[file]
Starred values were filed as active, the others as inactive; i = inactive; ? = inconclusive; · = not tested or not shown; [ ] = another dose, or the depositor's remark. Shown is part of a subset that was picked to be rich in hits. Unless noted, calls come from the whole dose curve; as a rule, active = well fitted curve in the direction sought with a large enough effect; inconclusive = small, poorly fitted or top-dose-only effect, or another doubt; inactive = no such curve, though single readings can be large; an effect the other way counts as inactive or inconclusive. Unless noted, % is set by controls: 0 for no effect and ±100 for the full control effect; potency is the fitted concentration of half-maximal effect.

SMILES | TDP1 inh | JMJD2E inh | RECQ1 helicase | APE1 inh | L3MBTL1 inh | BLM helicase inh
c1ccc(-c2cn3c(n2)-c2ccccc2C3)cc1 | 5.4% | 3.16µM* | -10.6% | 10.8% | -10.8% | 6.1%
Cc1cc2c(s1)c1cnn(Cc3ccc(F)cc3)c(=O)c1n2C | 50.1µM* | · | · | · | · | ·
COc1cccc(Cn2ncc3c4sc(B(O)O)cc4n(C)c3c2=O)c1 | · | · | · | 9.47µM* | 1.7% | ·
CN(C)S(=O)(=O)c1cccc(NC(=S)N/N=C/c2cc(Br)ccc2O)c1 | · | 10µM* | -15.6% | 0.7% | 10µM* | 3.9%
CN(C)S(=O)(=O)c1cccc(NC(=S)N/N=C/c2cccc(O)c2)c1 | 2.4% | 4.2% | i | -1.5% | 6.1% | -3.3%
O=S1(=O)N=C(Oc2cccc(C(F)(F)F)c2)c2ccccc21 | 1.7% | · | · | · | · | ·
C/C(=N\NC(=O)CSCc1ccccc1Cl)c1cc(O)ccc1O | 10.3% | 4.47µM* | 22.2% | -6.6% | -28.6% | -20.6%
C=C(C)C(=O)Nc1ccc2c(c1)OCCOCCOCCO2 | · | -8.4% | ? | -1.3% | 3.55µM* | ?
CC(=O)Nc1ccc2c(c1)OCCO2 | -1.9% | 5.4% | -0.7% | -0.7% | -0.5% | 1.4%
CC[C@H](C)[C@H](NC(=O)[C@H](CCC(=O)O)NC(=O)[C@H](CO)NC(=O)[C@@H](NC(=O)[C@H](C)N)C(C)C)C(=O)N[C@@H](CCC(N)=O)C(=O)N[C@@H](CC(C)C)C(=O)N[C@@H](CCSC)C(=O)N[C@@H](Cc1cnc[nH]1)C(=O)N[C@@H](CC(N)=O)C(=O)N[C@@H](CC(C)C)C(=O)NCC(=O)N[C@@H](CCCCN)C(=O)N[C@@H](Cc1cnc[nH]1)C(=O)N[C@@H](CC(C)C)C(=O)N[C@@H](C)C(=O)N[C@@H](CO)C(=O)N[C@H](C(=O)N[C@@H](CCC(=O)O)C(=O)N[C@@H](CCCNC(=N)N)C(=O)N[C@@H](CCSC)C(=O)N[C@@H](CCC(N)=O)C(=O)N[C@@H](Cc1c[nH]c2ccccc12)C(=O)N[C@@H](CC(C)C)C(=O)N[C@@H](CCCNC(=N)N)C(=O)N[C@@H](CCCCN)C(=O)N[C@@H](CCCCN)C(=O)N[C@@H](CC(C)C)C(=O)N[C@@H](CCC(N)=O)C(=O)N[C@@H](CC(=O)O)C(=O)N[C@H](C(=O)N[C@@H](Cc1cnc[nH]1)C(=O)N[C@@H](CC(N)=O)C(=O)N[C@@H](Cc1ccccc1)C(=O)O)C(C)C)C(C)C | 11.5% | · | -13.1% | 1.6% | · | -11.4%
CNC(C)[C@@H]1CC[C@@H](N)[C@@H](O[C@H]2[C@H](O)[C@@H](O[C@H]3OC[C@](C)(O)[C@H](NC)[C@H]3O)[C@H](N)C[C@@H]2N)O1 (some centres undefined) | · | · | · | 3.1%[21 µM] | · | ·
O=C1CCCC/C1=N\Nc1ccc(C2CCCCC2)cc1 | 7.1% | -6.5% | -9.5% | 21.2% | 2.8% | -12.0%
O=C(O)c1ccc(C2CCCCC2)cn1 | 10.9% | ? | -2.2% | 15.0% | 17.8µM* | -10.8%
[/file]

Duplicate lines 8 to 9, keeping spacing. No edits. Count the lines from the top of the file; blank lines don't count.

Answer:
O=S1(=O)N=C(Oc2cccc(C(F)(F)F)c2)c2ccccc21 | 1.7% | · | · | · | · | ·
C/C(=N\NC(=O)CSCc1ccccc1Cl)c1cc(O)ccc1O | 10.3% | 4.47µM* | 22.2% | -6.6% | -28.6% | -20.6%